Yes, this is a picture of actor/activist George Takei holding my children’s book, The No-No Boys! I heard him speak recently at the National Speakers Association convention. When he came out on stage, everyone expected him to talk about his role as Mr. Sulu on Star Trek or his pop culture persona or his enormous social media reach. We were speakers, after all, hoping to learn how he’d “done it all.”
Instead he chose to talk about something most of the 1,700 attendees knew nothing about, his family’s incarceration in a Japanese internment camp during World War II.
I knew about this episode in his past, though, because of the research I had done for my book. And as he told his story, he ceased to seem like a celebrity to me, and took on the look and sound of so many of the amazing people who have shared their memories of internment with me over the years. In his face and in his voice I saw and heard the same unforgotten pain and indignation, but also the pride in family and culture that I had come to recognize in survivors.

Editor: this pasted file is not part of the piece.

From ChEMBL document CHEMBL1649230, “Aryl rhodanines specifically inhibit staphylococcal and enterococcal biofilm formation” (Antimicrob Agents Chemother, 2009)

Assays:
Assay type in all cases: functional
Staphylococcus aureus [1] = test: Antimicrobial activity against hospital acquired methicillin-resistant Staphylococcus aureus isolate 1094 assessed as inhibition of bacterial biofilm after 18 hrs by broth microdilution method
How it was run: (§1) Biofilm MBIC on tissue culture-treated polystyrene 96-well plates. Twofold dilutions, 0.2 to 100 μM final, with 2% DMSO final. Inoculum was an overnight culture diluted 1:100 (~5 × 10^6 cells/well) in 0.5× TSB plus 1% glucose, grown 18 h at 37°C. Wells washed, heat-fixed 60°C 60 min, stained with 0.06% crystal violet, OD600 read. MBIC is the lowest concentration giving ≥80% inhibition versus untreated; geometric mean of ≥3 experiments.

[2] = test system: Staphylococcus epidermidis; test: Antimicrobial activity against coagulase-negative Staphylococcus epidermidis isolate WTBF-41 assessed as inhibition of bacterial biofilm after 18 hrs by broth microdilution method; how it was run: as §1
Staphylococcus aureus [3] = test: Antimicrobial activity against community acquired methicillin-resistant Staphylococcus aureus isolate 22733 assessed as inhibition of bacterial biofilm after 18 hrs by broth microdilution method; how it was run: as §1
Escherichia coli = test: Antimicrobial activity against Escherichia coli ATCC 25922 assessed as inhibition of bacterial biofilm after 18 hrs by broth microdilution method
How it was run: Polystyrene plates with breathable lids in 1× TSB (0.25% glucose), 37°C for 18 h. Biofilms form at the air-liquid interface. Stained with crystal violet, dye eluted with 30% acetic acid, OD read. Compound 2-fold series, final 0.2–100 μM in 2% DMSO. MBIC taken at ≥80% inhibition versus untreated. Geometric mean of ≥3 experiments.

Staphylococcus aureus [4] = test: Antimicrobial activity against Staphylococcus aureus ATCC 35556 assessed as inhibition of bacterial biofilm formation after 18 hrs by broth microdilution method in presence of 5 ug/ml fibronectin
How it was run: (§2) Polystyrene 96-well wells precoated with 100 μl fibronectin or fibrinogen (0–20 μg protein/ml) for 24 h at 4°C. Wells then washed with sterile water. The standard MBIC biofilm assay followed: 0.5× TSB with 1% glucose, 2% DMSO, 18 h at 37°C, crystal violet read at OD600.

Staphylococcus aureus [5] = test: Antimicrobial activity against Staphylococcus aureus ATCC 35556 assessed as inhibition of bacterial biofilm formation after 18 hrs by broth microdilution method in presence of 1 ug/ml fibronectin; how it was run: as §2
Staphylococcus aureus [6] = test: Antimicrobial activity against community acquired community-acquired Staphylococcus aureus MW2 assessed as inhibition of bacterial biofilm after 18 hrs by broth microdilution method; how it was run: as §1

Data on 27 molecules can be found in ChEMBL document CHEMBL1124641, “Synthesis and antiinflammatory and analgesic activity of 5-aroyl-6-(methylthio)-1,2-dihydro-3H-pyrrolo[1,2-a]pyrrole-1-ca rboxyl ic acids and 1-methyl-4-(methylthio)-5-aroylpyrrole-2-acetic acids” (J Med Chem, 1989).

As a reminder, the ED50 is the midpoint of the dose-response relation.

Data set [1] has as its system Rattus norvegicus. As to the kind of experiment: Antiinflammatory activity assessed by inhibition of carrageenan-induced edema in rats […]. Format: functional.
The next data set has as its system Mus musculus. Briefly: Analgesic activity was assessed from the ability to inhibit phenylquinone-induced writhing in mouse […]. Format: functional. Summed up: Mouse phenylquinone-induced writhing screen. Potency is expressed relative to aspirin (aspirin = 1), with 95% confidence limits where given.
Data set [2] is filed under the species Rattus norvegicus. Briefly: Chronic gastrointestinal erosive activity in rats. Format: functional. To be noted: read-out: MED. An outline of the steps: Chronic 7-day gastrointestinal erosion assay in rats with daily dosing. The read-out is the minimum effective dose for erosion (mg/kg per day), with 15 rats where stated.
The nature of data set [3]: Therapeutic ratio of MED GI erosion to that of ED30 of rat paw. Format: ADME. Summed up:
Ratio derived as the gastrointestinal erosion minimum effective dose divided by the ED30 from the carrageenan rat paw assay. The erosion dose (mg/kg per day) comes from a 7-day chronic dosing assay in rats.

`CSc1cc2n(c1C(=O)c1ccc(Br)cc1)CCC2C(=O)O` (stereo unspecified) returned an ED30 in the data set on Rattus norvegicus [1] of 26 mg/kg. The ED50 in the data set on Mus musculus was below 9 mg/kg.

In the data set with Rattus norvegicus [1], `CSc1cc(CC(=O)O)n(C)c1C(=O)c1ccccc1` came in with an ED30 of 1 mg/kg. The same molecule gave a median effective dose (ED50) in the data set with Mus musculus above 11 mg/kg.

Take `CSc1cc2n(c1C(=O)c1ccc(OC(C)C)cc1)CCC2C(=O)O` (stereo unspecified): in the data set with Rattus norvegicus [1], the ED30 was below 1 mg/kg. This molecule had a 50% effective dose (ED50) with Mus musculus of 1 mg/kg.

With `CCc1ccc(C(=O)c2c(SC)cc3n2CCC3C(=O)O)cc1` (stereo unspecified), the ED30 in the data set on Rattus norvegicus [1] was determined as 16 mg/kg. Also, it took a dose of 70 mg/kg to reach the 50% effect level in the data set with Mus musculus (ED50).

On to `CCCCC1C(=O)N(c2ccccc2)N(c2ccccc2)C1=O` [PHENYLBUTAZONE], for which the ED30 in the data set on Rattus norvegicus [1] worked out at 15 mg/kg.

People shook their heads in disbelief as he detailed his family’s forced removal from their California home, and described the conditions at the Rohwer internment camp in the swamps of Arkansas, and shared how they were offered a one-way train ticket and $20 at the end of the war, after having lost everything.
Some people were disappointed that George didn’t use the stage to share funny stories about his life and career or even to talk about his activism for the LGBT community, but I was moved by his talk and grateful that he used that opportunity to raise awareness about a shameful episode in our country’s past.
I realize history isn’t as flashy or fun as pop culture, but it’s far more important. And George was brave to take that stand, knowing that he might disappoint. Celebrities bear so much pressure, but behind the fame, they lead very human lives.
George is premiering a new Broadway musical, Allegiance, this fall based on his personal experiences, which will be one more step in educating people about this topic. I’m hoping to go to New York to see it and support it!
I hope Mr. Takei likes my book and takes some comfort in the fact that some of us are working hard to preserve this history so it will never be forgotten. To learn more about all of my books based on true stories from WWII, click here.